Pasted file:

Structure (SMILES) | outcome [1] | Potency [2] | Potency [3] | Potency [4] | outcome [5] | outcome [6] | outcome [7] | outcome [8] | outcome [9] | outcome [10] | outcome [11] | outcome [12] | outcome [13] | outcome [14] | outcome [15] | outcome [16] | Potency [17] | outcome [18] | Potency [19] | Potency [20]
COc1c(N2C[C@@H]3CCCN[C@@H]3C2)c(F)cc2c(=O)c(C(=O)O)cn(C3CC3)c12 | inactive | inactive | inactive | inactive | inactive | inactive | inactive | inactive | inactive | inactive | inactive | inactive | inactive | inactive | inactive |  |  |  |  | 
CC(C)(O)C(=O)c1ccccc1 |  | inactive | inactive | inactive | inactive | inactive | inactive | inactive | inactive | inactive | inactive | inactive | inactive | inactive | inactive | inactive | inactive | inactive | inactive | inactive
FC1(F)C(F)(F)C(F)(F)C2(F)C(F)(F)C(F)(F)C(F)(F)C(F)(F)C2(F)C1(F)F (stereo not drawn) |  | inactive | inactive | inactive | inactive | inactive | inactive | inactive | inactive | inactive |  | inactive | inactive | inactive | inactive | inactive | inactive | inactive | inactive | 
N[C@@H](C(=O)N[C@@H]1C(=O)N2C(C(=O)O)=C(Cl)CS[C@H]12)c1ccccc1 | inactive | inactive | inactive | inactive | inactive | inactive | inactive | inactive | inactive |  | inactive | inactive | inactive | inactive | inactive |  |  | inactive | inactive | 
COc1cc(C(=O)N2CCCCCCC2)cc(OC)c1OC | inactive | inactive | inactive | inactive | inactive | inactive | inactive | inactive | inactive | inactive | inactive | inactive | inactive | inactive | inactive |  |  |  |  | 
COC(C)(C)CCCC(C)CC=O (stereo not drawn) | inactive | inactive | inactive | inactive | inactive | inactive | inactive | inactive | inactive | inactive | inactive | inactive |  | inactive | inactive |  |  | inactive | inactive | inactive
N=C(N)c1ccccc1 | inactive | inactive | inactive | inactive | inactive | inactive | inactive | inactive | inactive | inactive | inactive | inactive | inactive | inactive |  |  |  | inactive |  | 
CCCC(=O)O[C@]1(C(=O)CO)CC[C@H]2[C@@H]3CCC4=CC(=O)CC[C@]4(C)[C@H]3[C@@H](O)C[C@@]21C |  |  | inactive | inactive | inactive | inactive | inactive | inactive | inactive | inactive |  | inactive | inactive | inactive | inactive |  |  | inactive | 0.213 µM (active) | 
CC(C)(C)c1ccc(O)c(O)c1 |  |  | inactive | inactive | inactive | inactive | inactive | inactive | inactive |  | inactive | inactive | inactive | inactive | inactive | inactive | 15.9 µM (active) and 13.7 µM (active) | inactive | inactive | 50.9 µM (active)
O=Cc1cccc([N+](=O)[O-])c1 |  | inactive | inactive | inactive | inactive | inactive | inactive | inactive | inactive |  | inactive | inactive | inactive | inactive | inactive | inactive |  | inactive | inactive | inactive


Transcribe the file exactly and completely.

Structure (SMILES) | outcome [1] | Potency [2] | Potency [3] | Potency [4] | outcome [5] | outcome [6] | outcome [7] | outcome [8] | outcome [9] | outcome [10] | outcome [11] | outcome [12] | outcome [13] | outcome [14] | outcome [15] | outcome [16] | Potency [17] | outcome [18] | Potency [19] | Potency [20]
COc1c(N2C[C@@H]3CCCN[C@@H]3C2)c(F)cc2c(=O)c(C(=O)O)cn(C3CC3)c12 | inactive | inactive | inactive | inactive | inactive | inactive | inactive | inactive | inactive | inactive | inactive | inactive | inactive | inactive | inactive |  |  |  |  | 
CC(C)(O)C(=O)c1ccccc1 |  | inactive | inactive | inactive | inactive | inactive | inactive | inactive | inactive | inactive | inactive | inactive | inactive | inactive | inactive | inactive | inactive | inactive | inactive | inactive
FC1(F)C(F)(F)C(F)(F)C2(F)C(F)(F)C(F)(F)C(F)(F)C(F)(F)C2(F)C1(F)F (stereo not drawn) |  | inactive | inactive | inactive | inactive | inactive | inactive | inactive | inactive | inactive |  | inactive | inactive | inactive | inactive | inactive | inactive | inactive | inactive | 
N[C@@H](C(=O)N[C@@H]1C(=O)N2C(C(=O)O)=C(Cl)CS[C@H]12)c1ccccc1 | inactive | inactive | inactive | inactive | inactive | inactive | inactive | inactive | inactive |  | inactive | inactive | inactive | inactive | inactive |  |  | inactive | inactive | 
COc1cc(C(=O)N2CCCCCCC2)cc(OC)c1OC | inactive | inactive | inactive | inactive | inactive | inactive | inactive | inactive | inactive | inactive | inactive | inactive | inactive | inactive | inactive |  |  |  |  | 
COC(C)(C)CCCC(C)CC=O (stereo not drawn) | inactive | inactive | inactive | inactive | inactive | inactive | inactive | inactive | inactive | inactive | inactive | inactive |  | inactive | inactive |  |  | inactive | inactive | inactive
N=C(N)c1ccccc1 | inactive | inactive | inactive | inactive | inactive | inactive | inactive | inactive | inactive | inactive | inactive | inactive | inactive | inactive |  |  |  | inactive |  | 
CCCC(=O)O[C@]1(C(=O)CO)CC[C@H]2[C@@H]3CCC4=CC(=O)CC[C@]4(C)[C@H]3[C@@H](O)C[C@@]21C |  |  | inactive | inactive | inactive | inactive | inactive | inactive | inactive | inactive |  | inactive | inactive | inactive | inactive |  |  | inactive | 0.213 µM (active) | 
CC(C)(C)c1ccc(O)c(O)c1 |  |  | inactive | inactive | inactive | inactive | inactive | inactive | inactive |  | inactive | inactive | inactive | inactive | inactive | inactive | 15.9 µM (active) and 13.7 µM (active) | inactive | inactive | 50.9 µM (active)
O=Cc1cccc([N+](=O)[O-])c1 |  | inactive | inactive | inactive | inactive | inactive | inactive | inactive | inactive |  | inactive | inactive | inactive | inactive | inactive | inactive |  | inactive | inactive | inactive